sitting on stolen land, paying rent to a white man, eating food grown on another continent flown here on a plane fueled by the blood of the earth that gives us life, only to throw the plastic wrapper from your foreign fruit on to the infertile earth beneath your feet soaked in six feet of heavy concrete
birdsong drowned out by engine roars and commercial jingles
light filtered through billboards and towering cranes
bodies become objects, then obstacles. a sea of people who you don’t see and who will never see you, in which you will drown while dying of thirst because your water is brown and full of lead and you can’t remember the last time you heard the tinkling of a crystal clear stream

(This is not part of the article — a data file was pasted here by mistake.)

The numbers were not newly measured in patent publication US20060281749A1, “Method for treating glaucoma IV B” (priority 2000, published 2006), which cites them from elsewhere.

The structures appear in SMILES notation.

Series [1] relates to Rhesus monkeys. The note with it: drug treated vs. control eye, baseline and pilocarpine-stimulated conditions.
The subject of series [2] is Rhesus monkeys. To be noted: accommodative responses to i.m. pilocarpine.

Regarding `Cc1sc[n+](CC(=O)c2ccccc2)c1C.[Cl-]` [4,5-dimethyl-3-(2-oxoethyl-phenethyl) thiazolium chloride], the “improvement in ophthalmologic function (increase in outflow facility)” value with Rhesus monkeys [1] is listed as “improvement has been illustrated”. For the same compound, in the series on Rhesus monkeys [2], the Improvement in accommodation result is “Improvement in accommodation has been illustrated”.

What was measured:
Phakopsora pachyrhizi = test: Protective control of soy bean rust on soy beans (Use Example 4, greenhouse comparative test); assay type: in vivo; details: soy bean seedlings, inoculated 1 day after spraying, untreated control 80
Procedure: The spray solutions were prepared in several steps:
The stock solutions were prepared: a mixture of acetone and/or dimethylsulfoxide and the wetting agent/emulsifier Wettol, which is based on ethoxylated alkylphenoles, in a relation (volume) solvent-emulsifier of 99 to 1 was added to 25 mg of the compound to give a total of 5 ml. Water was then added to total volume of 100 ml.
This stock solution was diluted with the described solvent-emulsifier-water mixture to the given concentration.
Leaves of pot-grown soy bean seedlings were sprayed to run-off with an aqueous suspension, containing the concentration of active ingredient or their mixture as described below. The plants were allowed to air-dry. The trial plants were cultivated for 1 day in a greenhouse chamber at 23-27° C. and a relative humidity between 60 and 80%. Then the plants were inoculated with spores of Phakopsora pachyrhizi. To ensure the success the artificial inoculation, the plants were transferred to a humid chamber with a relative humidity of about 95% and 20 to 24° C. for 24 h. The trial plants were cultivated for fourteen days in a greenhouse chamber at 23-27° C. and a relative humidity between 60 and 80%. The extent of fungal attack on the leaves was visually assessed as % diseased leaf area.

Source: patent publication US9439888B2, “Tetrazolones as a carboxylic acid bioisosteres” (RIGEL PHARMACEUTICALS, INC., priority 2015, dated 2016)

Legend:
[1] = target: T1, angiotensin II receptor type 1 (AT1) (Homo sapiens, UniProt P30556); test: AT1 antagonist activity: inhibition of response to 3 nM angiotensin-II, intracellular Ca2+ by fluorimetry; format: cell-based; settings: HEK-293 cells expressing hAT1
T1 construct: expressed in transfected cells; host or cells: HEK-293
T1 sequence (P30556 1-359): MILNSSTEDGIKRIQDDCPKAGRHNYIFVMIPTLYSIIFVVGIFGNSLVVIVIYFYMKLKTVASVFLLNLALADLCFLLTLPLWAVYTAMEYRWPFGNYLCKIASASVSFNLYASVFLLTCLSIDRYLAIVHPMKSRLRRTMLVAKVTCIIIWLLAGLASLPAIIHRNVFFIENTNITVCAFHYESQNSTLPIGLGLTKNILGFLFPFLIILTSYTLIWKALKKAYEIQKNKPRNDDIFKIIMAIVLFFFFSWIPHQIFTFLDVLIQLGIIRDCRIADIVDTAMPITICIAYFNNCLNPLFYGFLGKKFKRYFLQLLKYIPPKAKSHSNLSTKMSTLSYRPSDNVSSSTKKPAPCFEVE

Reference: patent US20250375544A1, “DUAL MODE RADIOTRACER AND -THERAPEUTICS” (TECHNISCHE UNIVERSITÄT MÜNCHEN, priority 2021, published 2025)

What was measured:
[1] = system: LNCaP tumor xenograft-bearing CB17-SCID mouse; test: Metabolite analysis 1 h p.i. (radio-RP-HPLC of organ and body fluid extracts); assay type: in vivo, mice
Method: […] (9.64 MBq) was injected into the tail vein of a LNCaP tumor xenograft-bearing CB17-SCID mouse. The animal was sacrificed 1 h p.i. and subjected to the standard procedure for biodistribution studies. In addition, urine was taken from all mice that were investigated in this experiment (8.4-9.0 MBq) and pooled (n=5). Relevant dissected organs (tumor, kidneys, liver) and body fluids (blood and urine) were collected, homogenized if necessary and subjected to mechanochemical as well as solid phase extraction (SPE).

when was the last time you heard the breeze rushing through the branches of the trees?
when did you last feel the sun on your bare back, the rough sod squishing ever so slightly between your toes as you walked, brushing your fingertips along feathery fronds of grass?
do you miss being free?
do you remember the smell of rain on bare earth, the petrichor so strong you can taste it on your tongue, only to drown it out with an explosion of juice from a blackberry just picked off the bramble that grew in your grandma’s backyard? a memory from so long ago it feels like a story in a book, instead of something belonging to you alone?
no bramble grows in a concrete jungle
the trees that do grow here are not allowed to bear fruit, per city ordinance, punishable by fine